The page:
Lot 6: Thomas Jefferson handwritten signed letter
12th September 2018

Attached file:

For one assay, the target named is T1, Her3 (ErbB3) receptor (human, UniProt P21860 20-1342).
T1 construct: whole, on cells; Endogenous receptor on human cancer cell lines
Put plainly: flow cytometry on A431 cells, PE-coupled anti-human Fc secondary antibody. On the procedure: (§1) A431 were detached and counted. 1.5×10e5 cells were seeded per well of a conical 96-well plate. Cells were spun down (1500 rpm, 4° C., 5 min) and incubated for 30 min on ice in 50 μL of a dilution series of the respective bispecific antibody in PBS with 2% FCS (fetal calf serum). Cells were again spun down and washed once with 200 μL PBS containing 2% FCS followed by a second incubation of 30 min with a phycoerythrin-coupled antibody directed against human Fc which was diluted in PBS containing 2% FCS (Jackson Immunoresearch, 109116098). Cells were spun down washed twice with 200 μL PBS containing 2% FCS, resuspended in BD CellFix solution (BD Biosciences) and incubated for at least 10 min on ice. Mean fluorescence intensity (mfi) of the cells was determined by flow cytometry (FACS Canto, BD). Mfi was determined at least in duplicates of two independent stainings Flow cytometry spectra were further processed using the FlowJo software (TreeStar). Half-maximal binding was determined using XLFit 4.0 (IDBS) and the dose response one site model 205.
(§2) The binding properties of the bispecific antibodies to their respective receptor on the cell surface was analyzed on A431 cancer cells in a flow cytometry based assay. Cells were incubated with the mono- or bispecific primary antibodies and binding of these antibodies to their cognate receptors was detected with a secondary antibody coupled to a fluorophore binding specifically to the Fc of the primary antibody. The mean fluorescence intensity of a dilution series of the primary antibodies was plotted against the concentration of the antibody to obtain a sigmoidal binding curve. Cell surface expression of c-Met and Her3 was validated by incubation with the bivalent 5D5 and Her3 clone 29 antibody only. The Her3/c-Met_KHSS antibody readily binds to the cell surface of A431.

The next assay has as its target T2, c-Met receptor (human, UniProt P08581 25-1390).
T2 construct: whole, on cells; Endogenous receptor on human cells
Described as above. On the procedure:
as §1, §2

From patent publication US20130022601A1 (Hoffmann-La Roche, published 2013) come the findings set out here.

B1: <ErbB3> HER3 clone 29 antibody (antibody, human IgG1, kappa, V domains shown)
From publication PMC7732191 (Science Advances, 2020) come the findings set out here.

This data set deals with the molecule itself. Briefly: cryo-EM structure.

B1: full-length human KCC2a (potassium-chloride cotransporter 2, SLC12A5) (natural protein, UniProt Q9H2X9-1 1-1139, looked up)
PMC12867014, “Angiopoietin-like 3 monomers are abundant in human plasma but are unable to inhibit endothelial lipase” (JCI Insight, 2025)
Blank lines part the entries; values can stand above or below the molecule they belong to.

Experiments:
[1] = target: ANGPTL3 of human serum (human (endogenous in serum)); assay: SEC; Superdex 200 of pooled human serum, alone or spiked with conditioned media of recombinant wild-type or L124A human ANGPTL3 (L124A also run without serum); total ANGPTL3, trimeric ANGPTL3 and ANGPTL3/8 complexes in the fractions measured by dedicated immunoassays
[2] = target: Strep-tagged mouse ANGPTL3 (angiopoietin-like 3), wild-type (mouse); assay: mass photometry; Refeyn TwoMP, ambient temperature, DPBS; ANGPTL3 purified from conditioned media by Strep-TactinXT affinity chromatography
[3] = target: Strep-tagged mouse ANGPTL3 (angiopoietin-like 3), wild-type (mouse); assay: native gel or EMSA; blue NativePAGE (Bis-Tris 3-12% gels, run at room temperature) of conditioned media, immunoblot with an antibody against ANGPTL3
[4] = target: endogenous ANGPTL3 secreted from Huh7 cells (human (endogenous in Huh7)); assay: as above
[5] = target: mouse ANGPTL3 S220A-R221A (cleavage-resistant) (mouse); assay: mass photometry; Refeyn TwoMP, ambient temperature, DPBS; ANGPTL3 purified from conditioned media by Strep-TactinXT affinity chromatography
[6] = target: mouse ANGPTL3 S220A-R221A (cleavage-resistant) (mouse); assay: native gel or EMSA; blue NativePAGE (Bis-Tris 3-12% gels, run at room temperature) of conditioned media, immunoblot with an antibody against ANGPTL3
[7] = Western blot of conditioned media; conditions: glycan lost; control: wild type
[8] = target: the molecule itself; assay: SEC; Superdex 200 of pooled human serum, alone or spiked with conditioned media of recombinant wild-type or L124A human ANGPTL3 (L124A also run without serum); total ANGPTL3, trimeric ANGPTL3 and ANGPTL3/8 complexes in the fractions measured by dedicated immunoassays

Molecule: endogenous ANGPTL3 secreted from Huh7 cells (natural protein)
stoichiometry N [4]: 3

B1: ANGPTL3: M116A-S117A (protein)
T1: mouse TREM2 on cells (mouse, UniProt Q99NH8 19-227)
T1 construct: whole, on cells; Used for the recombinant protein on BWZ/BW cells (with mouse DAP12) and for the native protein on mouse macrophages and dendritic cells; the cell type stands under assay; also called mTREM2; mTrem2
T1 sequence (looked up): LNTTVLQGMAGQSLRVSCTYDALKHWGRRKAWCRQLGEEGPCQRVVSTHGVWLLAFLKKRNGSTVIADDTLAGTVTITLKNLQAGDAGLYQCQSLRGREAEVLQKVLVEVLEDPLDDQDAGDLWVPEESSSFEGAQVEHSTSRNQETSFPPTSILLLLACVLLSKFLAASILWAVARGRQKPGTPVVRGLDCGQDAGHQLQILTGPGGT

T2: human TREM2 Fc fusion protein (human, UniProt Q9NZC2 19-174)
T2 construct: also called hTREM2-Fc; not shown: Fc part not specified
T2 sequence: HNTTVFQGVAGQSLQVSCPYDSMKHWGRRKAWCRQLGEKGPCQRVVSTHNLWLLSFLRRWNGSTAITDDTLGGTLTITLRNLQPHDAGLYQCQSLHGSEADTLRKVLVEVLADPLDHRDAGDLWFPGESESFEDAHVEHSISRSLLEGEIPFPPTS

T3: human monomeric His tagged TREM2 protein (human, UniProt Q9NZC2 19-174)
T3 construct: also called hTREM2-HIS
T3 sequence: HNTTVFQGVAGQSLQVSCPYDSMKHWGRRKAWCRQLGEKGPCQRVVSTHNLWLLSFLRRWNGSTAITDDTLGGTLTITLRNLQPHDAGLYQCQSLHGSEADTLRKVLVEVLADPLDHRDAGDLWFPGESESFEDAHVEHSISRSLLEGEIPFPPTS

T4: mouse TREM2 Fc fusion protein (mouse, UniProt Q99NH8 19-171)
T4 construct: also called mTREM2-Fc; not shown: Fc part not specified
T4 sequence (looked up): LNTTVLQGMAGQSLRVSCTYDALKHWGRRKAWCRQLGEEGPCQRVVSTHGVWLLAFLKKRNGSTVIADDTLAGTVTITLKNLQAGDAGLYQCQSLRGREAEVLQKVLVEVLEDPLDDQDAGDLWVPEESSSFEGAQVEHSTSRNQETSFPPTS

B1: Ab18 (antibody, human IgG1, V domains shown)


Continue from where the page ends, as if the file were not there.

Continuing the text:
ALS as president signed “Th: Jefferson,” one page, 7.75 x 7.25, April 27, 1804. Letter to Wilson Cary Nicholas written from Monticello, regarding his appointment as collector of the port of Norfolk. In full: "In a letter of Apr. 15 I informed Mr. Gallatin of what had passed between us here, and desired him to take the measures for winding up the commission at Norfolk with as little delay as should be consistent with a resignation. He says in an answer of the 19th no previous movement here, nor time is wanted for winding up Mr. Davies's business, but on being informed of Mr. N's intention to accept, I will at once write to Mr. D that he may resign & to Mr. N that he may repair to Norfolk. Until I hear from him, or from you, I will continue silent? I have this day informed him that he misunderstood my letter, which was meant to say that you had made up your mind to accept, and desiring him to let the change be now made & notified to you as quickly as possible; so that I presume you will hear from him about the 7th of May, at which time I shall probably be on the road to Washington. But I imagine his letter will enable you to set out immediately for Norfolk, should your commission not have been made out before my arrival at Washington, I will send it, on my arrival, to Warren, or to the care of your brother in Richmond, as you shall advise me. If you do this immediately, I shall receive your letter here before my departure. Accept my affectionate salutations and assurances of great respect & attachment." Nicely archivally corner-mounted, matted, and framed with a portrait behind UV-protective acrylic to an overall size of 22 x 14. In very good condition, with trimmed edges, staining to the left side from old mounting residue on the reverse, repaired paper loss to the lower left corner, and complete professional silking to the back. In this interesting letter, Jefferson makes reference to Secretary of the Treasury Albert Gallatin, and discusses Nicholas’s appointment as collector of Norfolk. A resident of Albemarle County, Virginia, Wilson Cary Nicholas (1761–1820) had served in the American Revolution and became commander of General George Washington's Life Guard. Elected to the House of Delegates in 1784, he supported Madison's stand for religious liberty and championed the adoption of the Federal Constitution. He became an ardent Jeffersonian, worked with Jefferson and Madison in the formulation of the anti-Federalist Virginia Resolutions, and in 1799 was elected to the Senate, where he served until 1804, when he resigned to become collector of the port of Norfolk. After a term of three years, he returned to Washington as a congressman in 1807. In 1814, Nicholas was chosen as governor of Virginia, and the following year his daughter Jane married Jefferson’s grandson Thomas Jefferson Randolph. He was a strong supporter of education, and aided Jefferson in developing his plan for the University of Virginia. A desirable presidential letter boasting both personal and political associations.
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